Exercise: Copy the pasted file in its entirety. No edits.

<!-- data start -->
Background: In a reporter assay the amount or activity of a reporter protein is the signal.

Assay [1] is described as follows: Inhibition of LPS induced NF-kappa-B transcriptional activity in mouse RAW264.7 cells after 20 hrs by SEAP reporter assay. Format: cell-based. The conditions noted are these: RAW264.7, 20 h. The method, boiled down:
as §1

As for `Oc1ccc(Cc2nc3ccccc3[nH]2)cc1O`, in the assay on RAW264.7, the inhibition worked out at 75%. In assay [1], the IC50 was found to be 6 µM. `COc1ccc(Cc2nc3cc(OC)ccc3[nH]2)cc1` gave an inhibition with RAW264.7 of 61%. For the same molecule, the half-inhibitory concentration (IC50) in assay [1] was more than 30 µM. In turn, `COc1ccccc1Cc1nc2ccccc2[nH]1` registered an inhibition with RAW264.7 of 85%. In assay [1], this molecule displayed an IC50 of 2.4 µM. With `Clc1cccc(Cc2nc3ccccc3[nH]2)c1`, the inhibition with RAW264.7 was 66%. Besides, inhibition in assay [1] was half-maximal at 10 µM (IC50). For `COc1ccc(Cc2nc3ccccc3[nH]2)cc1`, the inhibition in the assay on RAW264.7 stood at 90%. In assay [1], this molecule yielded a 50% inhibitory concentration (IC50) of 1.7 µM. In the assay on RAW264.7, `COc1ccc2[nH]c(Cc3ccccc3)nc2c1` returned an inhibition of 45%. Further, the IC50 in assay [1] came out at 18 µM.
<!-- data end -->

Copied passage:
Background: In a reporter assay the amount or activity of a reporter protein is the signal.

Assay [1] is described as follows: Inhibition of LPS induced NF-kappa-B transcriptional activity in mouse RAW264.7 cells after 20 hrs by SEAP reporter assay. Format: cell-based. The conditions noted are these: RAW264.7, 20 h. The method, boiled down:
as §1

As for `Oc1ccc(Cc2nc3ccccc3[nH]2)cc1O`, in the assay on RAW264.7, the inhibition worked out at 75%. In assay [1], the IC50 was found to be 6 µM. `COc1ccc(Cc2nc3cc(OC)ccc3[nH]2)cc1` gave an inhibition with RAW264.7 of 61%. For the same molecule, the half-inhibitory concentration (IC50) in assay [1] was more than 30 µM. In turn, `COc1ccccc1Cc1nc2ccccc2[nH]1` registered an inhibition with RAW264.7 of 85%. In assay [1], this molecule displayed an IC50 of 2.4 µM. With `Clc1cccc(Cc2nc3ccccc3[nH]2)c1`, the inhibition with RAW264.7 was 66%. Besides, inhibition in assay [1] was half-maximal at 10 µM (IC50). For `COc1ccc(Cc2nc3ccccc3[nH]2)cc1`, the inhibition in the assay on RAW264.7 stood at 90%. In assay [1], this molecule yielded a 50% inhibitory concentration (IC50) of 1.7 µM. In the assay on RAW264.7, `COc1ccc2[nH]c(Cc3ccccc3)nc2c1` returned an inhibition of 45%. Further, the IC50 in assay [1] came out at 18 µM.